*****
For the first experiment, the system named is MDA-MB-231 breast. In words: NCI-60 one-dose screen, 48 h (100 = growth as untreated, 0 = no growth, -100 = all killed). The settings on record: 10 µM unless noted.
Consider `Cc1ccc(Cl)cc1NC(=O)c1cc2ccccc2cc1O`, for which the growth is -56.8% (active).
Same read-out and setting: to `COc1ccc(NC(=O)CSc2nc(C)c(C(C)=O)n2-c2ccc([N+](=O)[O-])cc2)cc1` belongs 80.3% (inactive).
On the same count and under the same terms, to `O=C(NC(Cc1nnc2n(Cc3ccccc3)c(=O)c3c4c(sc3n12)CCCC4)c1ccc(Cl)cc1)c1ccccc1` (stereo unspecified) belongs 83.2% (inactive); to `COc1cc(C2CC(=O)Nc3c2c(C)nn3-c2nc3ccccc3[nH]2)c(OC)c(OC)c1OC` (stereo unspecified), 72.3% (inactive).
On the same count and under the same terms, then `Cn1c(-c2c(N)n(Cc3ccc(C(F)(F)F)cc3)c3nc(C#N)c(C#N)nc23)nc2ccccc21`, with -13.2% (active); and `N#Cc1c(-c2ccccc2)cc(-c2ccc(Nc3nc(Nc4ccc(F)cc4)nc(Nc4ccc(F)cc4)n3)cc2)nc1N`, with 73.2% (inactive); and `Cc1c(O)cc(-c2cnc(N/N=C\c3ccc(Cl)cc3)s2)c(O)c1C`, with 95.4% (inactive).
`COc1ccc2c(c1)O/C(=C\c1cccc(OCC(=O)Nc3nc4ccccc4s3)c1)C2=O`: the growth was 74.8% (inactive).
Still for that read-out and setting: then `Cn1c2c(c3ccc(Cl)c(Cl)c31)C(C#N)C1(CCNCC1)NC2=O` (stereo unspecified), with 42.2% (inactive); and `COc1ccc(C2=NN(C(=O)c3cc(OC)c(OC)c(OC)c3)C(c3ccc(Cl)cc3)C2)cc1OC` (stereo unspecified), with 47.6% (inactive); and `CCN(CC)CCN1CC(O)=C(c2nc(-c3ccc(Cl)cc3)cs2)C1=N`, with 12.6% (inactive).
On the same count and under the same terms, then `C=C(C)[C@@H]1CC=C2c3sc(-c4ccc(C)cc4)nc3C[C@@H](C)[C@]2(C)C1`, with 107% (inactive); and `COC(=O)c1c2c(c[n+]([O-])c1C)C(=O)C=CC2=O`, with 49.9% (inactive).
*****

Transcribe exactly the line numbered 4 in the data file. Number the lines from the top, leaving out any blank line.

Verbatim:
On the same count and under the same terms, to `O=C(NC(Cc1nnc2n(Cc3ccccc3)c(=O)c3c4c(sc3n12)CCCC4)c1ccc(Cl)cc1)c1ccccc1` (stereo unspecified) belongs 83.2% (inactive); to `COc1cc(C2CC(=O)Nc3c2c(C)nn3-c2nc3ccccc3[nH]2)c(OC)c(OC)c1OC` (stereo unspecified), 72.3% (inactive).